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Little treasures (that’s novellas to you)

December 10, 2009
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I realised a few years ago that quite a few (though by no means all) of my favourite works of fiction are novellas. I think it’s because I admire succinctness, the ability to convey an idea, feeling, impression in very few words. (By contrast, I love Big Fat Books – which I may post on another day – because you can get down deep and spend time with them like you do with a good friend).

I’m not going to get into arguments about definitions. My definition is simply that a novella is a short book, and that means (ignoring issues of printing styles resulting in different word numbers to a page) one that is under or not much over 200 pages. I’m prepared to be flexible on this! The Wikipedia article I’ve linked to above lists some famous novellas in its opening section. I’ve read several of them – including the Steinbeck, the Conrad and the Orwell – and rather like them, but for some reason they haven’t made it to the list I’ve been compiling over the last few years. And so, here is my list of really special novellas (to date):

The list-maker’s law says that whenever you make a list, the minute you finalise it you will think of more to add to it. I know that – but decided to go ahead anyhow because even though there are others I might wish I’d added, I know that these are ones I’m very glad I remembered. Almost half are by Australian writers, and the majority are relatively recent. I’m not sure whether the latter means that more novellas are written now or that I am reading more of them now? Is it that I appreciate terseness more the older I get? You know, time is running out so why waste words getting to the nub of things? These books, one way or another, get to the nub of things in ways that have managed to capture my imagination and not let it go long after I’ve finished them…and that, after all, is why many of us love to read.

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13 Comments leave one →
  1. December 11, 2009 11:31 pm

    Hi,
    Three I must add to your list of wonderful novellas. “The Visitor” by Maeve Brennan and “The Shawl” by Cynthia Ozick and “Pobby and Dingan” by Ben Rice. And of course “The Spare Room” by Helen Garner, but you’ve already mentioned Helen Garner. I’m currently reading “The Well” by Elizabeth Jolley – wow, it’s good.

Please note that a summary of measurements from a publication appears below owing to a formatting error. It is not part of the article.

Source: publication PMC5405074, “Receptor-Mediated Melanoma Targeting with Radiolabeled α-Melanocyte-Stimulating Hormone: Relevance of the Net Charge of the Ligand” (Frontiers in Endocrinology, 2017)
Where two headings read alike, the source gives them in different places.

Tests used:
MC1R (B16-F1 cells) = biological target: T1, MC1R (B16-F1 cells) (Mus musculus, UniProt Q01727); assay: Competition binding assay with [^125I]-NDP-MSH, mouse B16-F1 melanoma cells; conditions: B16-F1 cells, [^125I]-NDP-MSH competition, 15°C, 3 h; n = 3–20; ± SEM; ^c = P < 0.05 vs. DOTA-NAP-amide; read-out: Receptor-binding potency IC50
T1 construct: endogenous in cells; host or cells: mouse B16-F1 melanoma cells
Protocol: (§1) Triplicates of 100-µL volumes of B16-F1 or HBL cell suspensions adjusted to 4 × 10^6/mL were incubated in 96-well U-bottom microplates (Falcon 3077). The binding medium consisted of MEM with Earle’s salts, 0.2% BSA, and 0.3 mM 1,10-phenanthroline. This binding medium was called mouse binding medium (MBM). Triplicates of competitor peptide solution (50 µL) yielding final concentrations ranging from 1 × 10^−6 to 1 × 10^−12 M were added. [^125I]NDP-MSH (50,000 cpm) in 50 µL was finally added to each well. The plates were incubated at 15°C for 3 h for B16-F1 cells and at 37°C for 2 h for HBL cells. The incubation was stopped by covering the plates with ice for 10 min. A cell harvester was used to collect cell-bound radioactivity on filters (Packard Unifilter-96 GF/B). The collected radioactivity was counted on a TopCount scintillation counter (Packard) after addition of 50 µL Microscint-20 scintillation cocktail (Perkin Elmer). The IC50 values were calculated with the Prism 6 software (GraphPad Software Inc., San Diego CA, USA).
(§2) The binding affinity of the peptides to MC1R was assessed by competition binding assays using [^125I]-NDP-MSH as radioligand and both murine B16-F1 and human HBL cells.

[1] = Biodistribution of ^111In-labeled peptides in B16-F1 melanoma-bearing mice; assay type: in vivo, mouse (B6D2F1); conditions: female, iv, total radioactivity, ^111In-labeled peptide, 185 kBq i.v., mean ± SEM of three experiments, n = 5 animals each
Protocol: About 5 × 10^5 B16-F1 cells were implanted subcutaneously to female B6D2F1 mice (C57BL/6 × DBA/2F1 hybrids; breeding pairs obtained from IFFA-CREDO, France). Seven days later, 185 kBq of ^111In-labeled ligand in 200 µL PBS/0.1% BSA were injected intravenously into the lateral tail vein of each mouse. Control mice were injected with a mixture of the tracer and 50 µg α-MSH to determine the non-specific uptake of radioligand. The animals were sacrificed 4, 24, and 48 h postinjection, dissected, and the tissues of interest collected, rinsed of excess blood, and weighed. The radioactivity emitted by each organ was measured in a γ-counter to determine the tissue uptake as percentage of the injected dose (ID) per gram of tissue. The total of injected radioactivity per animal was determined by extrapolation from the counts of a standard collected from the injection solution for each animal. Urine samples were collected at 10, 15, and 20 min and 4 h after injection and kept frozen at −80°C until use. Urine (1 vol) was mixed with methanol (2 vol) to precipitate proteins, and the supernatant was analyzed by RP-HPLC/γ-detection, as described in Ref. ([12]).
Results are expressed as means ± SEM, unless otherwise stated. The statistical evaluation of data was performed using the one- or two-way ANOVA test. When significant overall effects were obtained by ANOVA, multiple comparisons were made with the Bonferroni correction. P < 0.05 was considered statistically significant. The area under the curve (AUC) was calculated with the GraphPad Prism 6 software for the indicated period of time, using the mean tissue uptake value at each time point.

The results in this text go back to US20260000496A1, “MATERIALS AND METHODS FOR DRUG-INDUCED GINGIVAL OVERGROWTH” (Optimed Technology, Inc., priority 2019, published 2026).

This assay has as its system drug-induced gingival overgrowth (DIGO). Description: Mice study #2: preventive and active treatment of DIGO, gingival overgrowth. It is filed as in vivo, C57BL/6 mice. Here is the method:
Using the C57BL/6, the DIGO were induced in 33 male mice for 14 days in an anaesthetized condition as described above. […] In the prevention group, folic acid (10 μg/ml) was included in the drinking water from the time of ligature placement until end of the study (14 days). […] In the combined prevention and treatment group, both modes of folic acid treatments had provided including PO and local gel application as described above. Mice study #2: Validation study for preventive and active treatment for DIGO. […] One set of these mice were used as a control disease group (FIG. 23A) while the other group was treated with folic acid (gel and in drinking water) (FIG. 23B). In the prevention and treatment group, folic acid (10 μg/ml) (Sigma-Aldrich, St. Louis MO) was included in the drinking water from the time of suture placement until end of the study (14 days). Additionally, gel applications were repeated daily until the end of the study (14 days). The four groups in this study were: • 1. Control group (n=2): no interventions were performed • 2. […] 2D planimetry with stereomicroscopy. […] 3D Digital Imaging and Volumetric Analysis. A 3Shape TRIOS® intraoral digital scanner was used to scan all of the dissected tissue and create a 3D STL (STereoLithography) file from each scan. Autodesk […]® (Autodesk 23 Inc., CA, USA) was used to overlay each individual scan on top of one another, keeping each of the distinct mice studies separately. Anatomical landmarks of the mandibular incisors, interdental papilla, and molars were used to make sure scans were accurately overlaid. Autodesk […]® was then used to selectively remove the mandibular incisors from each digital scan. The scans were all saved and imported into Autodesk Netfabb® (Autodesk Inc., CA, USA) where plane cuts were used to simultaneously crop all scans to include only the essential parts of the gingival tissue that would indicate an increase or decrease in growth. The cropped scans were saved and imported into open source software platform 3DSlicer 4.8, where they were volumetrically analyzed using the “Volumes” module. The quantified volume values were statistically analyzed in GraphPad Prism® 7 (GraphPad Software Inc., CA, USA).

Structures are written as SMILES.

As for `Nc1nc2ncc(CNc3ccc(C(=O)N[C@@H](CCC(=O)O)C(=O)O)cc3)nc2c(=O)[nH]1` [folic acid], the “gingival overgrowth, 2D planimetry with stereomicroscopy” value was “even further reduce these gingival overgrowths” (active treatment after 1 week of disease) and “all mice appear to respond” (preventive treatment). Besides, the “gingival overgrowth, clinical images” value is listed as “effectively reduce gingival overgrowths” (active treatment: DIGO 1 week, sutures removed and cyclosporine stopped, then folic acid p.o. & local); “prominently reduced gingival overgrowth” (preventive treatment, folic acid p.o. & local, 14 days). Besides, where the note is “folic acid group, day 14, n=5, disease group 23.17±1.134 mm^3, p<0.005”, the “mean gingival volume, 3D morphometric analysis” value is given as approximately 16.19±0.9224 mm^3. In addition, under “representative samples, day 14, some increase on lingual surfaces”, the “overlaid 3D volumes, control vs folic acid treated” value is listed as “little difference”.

2. December 12, 2009 8:25 am

    Thanks tony … I haven’t heard of (or clearly read) Maeve Brennan or Ben Rice, so will look them out. The only Ozick I’ve read is a short story – and I mean to read more of her. I liked The spare room a lot – indeed I like Garner a lot, though she can drive me spare (no pun intended) at times (specifically with a couple of her wonderfully written but very opinionated non-fiction). I think The well is amazing (but then Jolley is a favourite of mine) … if you like it, see if you can check out Newspaper…

  3. December 12, 2009 8:58 am

    John Crowley’s Engine Summer is something like two hundred and three or two hundred and two pages long, and it’s the best of his short books, I think. Daniachew Worku’s The Thirteenth Sun is about one hundred and seventy pages long and very, very good.

    Maria Edgeworth’s Castle Rackrent. Funny, bright, sharp, and droll, with its straight-faced congratulations of a gentleman for the impressive pimple on his nose, and the reputation of inventing raspberry whiskey, “which is very likely, as nobody has ever appeared to dispute it with him.”

  4. December 12, 2009 10:34 am

    Again, I don’t think I’ve heard of John Crowley or Daniachew Worku but will look out for them. BTW Tiffany’s book is closer to 240p but it is well spaced with lots of white so I included in my list, Close to 200p then is a shoe-in!

    I have read Castle Rackrent though and thought it was a hoot – I’m going to create a page for my lists eventually so will probably add it in there. Here it is at Project Gutenberg for anyone interested: http://www.gutenberg.org/etext/1424 (BTW I read it for my Jane Austen group as we were reading books that Austen read or we know she was aware of the author. Different members chose different texts and authors to read – this was my choice).